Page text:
Monday, November 02, 2009


Our cat, Caline, is two years old now. As we celebrated her birthday we tried out some IQ tests to see how she was doing. The children set up a timed test.
‘Caline, here’s your dinner!’ (Cat runs across room and eats food one minute later)
Caline, vien manger ton dîner!’ (Cat runs across room and eats food two minutes later)
They decide she replies faster to English, probably because four of us always speak English to her. It seemed weird to speak my second language to an animal, and the children simply followed suit, even though she joined our household as a six-month-old kitten from a French family. The cat does have a role to play though. She is a shining example of the one cat-one language strategy, because now Marc, Nina and Gabriel all speak English to the cat. She meows in return and conversations can go on for quite some time. They even made up special songs for her.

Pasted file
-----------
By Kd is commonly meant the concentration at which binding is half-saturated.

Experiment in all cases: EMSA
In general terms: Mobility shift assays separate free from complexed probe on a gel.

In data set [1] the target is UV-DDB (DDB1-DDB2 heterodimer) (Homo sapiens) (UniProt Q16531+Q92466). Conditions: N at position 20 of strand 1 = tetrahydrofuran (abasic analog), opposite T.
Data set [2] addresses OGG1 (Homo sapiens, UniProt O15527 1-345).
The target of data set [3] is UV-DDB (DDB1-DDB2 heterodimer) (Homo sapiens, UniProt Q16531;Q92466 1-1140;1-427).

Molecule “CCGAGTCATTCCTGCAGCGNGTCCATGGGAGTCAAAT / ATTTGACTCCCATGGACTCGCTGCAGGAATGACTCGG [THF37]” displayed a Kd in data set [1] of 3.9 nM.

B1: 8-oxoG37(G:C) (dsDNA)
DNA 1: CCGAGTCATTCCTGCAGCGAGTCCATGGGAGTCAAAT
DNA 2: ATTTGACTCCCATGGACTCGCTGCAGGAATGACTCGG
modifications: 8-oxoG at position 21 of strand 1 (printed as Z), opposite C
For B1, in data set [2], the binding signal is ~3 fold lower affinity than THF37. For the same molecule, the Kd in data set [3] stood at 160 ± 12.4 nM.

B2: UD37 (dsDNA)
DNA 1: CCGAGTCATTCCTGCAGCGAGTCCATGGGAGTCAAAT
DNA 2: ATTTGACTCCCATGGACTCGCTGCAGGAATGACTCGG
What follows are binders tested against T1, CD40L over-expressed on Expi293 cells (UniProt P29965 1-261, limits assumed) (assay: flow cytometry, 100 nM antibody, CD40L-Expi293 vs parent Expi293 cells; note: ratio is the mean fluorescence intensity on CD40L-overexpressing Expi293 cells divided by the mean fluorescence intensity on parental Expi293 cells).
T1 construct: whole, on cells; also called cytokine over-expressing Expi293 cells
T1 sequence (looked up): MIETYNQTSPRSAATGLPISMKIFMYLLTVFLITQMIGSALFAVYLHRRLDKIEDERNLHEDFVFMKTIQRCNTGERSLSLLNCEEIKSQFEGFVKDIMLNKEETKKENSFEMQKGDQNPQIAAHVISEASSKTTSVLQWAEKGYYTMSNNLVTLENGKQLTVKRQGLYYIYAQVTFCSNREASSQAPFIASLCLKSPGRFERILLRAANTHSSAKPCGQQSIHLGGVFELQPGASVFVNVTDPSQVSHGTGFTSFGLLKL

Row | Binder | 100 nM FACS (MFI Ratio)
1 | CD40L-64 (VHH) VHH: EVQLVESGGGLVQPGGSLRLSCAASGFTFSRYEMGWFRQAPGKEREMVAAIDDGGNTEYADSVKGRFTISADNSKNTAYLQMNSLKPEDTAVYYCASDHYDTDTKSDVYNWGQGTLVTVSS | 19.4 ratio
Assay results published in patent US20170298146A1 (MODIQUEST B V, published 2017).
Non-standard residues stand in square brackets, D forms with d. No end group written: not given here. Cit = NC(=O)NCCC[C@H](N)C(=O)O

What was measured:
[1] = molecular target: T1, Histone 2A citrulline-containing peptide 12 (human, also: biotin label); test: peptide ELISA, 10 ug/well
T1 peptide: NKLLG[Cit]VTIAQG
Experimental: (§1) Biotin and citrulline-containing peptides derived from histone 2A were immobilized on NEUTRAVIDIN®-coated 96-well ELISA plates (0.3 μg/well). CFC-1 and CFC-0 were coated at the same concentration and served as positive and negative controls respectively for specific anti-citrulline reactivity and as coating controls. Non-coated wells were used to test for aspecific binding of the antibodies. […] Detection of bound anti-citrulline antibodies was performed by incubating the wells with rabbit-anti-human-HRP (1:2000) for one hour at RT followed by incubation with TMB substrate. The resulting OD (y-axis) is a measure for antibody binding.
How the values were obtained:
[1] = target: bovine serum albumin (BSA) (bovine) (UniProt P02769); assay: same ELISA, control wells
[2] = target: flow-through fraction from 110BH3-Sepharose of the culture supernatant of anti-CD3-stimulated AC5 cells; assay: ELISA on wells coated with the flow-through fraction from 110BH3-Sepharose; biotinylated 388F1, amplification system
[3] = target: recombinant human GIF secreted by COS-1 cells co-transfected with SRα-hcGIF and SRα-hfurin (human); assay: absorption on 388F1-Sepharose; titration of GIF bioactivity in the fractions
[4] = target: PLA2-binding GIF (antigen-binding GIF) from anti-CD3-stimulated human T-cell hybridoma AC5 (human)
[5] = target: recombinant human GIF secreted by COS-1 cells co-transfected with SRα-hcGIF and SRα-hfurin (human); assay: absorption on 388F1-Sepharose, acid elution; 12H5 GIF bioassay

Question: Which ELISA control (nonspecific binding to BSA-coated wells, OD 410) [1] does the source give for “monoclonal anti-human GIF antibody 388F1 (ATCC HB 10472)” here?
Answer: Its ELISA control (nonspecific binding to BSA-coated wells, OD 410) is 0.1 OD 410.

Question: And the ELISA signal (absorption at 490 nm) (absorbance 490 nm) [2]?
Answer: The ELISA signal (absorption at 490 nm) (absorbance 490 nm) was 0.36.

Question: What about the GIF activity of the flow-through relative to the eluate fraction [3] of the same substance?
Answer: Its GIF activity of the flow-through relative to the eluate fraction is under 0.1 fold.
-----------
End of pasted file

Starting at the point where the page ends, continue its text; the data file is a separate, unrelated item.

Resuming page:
My French friend, Corinne, lives in Scotland and just adopted a kitten from a French family who were moving home. Her two children also follow the one-cat-one-language policy and only talk in French to the cat. Corinne is happy to hear them using more of her language and reports that the kitten loves the kids chatting to her. The OCOL approach may not be high level language use, being rather limited in subject matter (food, water, mice, birds, the weather), but at least it gives children a chance to use the minority language with a willing and purring listener.

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